Beyond the headlines, though, what exactly is the Eurasian Union? Is it truly an anti-Western conspiracy of neo-fascists, Bolsheviks, and boogie men opposing liberal ideals worldwide which, like Soviet communism, needs to be “contained?” Or rather is it a supranational liberal economic union promoting free trade and open borders with the former Soviet republics who already share close historical, economic, and cultural links with Russia? For the answer to this question, one must turn to the history of the Eurasian Union idea. Indeed, if one explores the history of the Eurasian Union concept, one discovers that its originator was not Aleksandr Dugin, but in fact, Mikhail Gorbachev.

Mikhail Gorbachev

Mikhail Gorbachev

As the Soviet system and Soviet communism was collapsing in the early 1990s, then-Soviet President Gorbachev took a bold step that is often overlooked: he proposed the basic framework for a reformed Soviet state. The new state would be a non-communist democratic federation (under Gorbachev, the Communist Party already began to lose its monopoly on power in 1989, a fact that became official with his creation of the Soviet Presidency in March 1990).

Gorbachev anticipated a referendum in which Soviet voters would be given the choice to vote on the establishment of this new state in March 1991. This referendum on a New Union Treaty was approved by the vast majority of Soviet citizens, including those in then-Soviet Ukraine, who favored it by 82%. It should be noted that a significant number of West Ukrainian activists had boycotted Gorbachev’s referendum, but even if one were to include the boycotted votes as “no” votes, then the overwhelming majority of Ukrainians still favored Gorbachev’s new union by a wide margin. Additionally, the only other Soviet republics that boycotted the referendum were the three Baltic states (which sought independence), Moldova (which sought to reunify with Romania), Armenia (which was frustrated with Moscow over its indecision on Nagorny Karabakh), and Georgia (under the influence of nationalist dissident leader Zviad Gamsakhurdia). Other than this, the referendum passed overwhelmingly.

Boris Yeltsin

Boris Yeltsin

Despite the fact that the referendum was favored by the vast majority of Soviet citizens, it was never implemented. In August 1991, communist hardliners, who bristled at Gorbachev’s glasnost, put the Soviet leader under house arrest in Crimea. In the end, the putschists were faced down by the leader of the then-Soviet Russian republic, Boris Yeltsin and the coup collapsed. Following the coup, Gorbachev sought to pursue the establishment of the new union that the majority of Soviet citizens favored in the March referendum. However, Yeltsin insisted on a confederation of states as opposed to a state federation. Gorbachev was initially opposed, fearing that a confederation would lead to disaster. However, in the end, Gorbachev relented and backed the confederation proposal.

However, even the idea of a confederation was not realized. Without Gorbachev, Yeltsin, along with Ukraine’s Lenoid Kravchuk and Belarus’ Stanislav Shushkevich, formally dissolved the Soviet state at meeting in the Belavezha Forest. Gorbachev lost his position and the 15 Soviet republics were now formally independent states, with some, like the Baltics, Armenia, and Georgia, proposing independence referendums earlier. However, Yeltsin apparently did not want to totally severe Russia’s ties with the other former Soviet states (now known as the “near abroad”). Indeed, the Belavezha Accords also gave birth to the Commonwealth of Independent States (CIS), a loose association of 12 of the 15 former Soviet republics (understandably, the Baltics for historical reasons did not participate).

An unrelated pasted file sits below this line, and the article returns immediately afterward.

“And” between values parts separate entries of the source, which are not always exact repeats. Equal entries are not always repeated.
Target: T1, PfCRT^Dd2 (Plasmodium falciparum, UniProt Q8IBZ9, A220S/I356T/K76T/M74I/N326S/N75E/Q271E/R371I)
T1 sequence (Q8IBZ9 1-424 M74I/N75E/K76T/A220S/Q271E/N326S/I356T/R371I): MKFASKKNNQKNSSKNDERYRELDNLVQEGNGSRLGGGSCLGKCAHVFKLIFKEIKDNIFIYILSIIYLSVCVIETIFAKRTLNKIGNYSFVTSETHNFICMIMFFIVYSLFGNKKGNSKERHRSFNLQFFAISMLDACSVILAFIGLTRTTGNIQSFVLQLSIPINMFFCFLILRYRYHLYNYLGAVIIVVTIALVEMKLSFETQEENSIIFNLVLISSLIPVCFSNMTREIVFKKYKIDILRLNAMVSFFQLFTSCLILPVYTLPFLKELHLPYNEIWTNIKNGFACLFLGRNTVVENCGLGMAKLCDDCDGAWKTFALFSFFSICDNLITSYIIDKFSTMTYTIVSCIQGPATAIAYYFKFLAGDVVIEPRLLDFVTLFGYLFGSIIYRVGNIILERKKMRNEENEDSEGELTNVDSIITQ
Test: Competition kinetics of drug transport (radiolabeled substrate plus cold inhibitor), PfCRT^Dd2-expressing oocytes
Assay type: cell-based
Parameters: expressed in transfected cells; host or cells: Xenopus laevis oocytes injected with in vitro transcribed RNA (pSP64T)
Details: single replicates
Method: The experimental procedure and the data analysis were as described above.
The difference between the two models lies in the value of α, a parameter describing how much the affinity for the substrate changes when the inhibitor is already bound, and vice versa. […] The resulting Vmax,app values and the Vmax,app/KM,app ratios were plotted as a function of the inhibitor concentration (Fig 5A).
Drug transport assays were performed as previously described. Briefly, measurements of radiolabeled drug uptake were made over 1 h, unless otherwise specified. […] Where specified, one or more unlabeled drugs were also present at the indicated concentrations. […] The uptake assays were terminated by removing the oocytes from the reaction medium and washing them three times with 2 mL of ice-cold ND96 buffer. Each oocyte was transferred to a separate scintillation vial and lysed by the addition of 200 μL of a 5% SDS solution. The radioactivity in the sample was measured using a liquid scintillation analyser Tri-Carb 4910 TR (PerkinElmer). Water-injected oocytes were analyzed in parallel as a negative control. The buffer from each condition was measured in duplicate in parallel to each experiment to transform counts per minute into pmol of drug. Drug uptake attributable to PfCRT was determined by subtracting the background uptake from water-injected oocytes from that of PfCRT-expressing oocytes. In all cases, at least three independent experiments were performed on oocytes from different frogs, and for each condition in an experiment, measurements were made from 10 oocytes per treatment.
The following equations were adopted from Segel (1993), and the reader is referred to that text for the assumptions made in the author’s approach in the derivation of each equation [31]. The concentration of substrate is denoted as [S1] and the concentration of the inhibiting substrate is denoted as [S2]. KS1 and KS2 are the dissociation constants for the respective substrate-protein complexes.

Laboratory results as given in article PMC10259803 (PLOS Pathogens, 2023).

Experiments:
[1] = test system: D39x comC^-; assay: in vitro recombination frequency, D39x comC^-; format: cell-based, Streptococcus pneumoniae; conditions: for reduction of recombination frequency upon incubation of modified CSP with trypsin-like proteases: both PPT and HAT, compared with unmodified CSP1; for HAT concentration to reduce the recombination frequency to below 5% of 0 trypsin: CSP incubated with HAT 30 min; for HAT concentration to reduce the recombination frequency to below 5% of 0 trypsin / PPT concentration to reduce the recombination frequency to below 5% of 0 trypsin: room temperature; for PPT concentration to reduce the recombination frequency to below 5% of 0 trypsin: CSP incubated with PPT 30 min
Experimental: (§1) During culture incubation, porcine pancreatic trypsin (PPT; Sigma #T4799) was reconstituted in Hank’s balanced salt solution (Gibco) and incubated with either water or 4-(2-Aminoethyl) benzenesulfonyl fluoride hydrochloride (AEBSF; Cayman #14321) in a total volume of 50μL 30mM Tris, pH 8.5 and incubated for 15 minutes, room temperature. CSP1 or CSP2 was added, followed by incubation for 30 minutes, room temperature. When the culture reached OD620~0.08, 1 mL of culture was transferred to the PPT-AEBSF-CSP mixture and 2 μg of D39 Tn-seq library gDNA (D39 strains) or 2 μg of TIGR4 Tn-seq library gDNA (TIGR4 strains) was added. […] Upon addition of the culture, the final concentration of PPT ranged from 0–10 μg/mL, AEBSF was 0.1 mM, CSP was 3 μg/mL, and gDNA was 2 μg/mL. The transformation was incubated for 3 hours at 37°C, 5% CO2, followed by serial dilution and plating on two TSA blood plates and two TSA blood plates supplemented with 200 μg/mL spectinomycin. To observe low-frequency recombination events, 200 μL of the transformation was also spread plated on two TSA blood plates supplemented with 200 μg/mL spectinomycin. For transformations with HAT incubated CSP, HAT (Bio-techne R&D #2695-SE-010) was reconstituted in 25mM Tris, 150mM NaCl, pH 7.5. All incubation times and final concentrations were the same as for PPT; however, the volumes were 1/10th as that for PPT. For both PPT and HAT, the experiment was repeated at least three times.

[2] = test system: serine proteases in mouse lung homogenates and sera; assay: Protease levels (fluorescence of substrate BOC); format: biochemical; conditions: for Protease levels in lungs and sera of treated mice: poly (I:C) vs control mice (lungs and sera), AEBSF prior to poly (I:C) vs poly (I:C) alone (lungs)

Nursultan Nazarbayev

Nursultan Nazarbayev

During his administration, Yeltsin never formally lost sight of maintaining Russia’s links with the former Soviet states, despite major problems in Russia itself (most of which were arguably the result of his own policies). In 1992, the Collective Security Treaty Organization (CSTO) was formed, initiating a sort of military alliance among the various ex-Soviet states. Two years later in 1994, in an address to a Moscow university, Kazakhstan’s Nursultan Nazarbayev proposed an early concept for an EU-style supranational union of the ex-Soviet states. Then in 1996, this idea evolved into the Treaty on Increased Integration in the Economic and Humanitarian Fields signed by Belarus, Kazakhstan, Kyrgyzstan, and Russia.  This was followed by the Treaty on the Customs Union and the Single Economic Space in 1999 signed by the same countries along with Tajikistan.  Finally, in 2000, the Eurasian Economic Community (EurAsEC) was formed.

Again, I have cited three individuals in this historical overview: Gorbachev, Yeltsin, and Nazarbayev.  All three favored some sort of integration and association among the former Soviet states prior to the major writings of Aleksandr Dugin in 1997, including his controversial fascist-Eurasianist work The Foundations of Geopolitics. The assertions that the Eurasian Union, at its heart, is a Duginist scheme do not take into account the integration processes that were already in progress within the former Soviet Union and therefore are both incorrect and anachronistic.